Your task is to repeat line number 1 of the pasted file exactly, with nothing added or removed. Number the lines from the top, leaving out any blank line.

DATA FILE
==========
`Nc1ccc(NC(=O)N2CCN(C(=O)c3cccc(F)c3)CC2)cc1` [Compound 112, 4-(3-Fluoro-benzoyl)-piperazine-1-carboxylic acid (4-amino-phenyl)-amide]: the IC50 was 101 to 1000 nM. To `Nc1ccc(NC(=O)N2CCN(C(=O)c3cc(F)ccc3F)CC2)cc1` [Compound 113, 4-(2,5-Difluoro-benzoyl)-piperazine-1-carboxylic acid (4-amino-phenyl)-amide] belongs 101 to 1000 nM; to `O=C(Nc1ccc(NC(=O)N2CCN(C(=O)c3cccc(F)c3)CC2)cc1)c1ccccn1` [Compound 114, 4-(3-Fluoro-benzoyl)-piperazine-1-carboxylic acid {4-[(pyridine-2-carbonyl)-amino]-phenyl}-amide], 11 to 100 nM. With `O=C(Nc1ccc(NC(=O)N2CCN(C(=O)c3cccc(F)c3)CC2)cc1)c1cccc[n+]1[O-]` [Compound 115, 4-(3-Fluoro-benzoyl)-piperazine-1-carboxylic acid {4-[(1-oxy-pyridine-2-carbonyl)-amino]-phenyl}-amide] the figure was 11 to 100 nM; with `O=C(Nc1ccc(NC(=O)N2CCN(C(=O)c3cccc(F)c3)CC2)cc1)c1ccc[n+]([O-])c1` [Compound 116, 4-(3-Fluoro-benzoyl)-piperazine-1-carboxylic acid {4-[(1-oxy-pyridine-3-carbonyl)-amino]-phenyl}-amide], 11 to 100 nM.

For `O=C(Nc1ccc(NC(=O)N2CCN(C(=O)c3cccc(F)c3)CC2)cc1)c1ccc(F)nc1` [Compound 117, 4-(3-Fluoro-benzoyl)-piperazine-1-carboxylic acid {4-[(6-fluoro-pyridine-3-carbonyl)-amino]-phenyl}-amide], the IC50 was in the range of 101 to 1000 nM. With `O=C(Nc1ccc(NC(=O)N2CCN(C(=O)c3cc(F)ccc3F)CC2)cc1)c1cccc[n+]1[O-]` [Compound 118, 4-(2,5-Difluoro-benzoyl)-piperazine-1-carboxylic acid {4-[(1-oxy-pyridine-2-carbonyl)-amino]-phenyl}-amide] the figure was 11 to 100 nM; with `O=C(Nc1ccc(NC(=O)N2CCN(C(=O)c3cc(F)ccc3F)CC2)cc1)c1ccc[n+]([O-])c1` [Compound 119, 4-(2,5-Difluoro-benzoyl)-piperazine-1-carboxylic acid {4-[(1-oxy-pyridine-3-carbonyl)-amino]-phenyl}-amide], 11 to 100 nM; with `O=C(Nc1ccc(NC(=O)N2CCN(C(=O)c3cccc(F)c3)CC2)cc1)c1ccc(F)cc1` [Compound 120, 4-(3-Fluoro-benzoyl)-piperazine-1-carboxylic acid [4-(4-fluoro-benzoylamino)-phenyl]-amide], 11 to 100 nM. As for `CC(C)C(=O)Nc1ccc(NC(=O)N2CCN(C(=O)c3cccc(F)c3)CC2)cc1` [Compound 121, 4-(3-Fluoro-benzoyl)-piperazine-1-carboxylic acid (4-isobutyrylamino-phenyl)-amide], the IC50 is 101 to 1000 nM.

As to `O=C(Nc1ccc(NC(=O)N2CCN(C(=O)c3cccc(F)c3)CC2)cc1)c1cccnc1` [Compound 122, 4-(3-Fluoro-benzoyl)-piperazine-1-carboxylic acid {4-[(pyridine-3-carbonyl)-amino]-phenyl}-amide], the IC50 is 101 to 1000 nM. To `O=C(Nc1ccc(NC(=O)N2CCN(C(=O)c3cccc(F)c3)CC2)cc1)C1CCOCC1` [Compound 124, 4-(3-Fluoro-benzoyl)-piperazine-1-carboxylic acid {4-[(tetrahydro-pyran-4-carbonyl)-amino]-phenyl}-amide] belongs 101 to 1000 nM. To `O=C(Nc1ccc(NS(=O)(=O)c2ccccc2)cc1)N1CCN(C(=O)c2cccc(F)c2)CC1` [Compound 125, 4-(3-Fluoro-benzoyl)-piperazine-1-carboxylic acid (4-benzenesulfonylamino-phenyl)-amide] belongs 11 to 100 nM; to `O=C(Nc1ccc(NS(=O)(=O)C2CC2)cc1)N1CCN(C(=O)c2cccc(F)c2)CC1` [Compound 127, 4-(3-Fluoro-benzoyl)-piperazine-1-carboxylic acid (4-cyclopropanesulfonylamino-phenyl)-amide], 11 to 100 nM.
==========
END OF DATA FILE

`Nc1ccc(NC(=O)N2CCN(C(=O)c3cccc(F)c3)CC2)cc1` [Compound 112, 4-(3-Fluoro-benzoyl)-piperazine-1-carboxylic acid (4-amino-phenyl)-amide]: the IC50 was 101 to 1000 nM. To `Nc1ccc(NC(=O)N2CCN(C(=O)c3cc(F)ccc3F)CC2)cc1` [Compound 113, 4-(2,5-Difluoro-benzoyl)-piperazine-1-carboxylic acid (4-amino-phenyl)-amide] belongs 101 to 1000 nM; to `O=C(Nc1ccc(NC(=O)N2CCN(C(=O)c3cccc(F)c3)CC2)cc1)c1ccccn1` [Compound 114, 4-(3-Fluoro-benzoyl)-piperazine-1-carboxylic acid {4-[(pyridine-2-carbonyl)-amino]-phenyl}-amide], 11 to 100 nM. With `O=C(Nc1ccc(NC(=O)N2CCN(C(=O)c3cccc(F)c3)CC2)cc1)c1cccc[n+]1[O-]` [Compound 115, 4-(3-Fluoro-benzoyl)-piperazine-1-carboxylic acid {4-[(1-oxy-pyridine-2-carbonyl)-amino]-phenyl}-amide] the figure was 11 to 100 nM; with `O=C(Nc1ccc(NC(=O)N2CCN(C(=O)c3cccc(F)c3)CC2)cc1)c1ccc[n+]([O-])c1` [Compound 116, 4-(3-Fluoro-benzoyl)-piperazine-1-carboxylic acid {4-[(1-oxy-pyridine-3-carbonyl)-amino]-phenyl}-amide], 11 to 100 nM.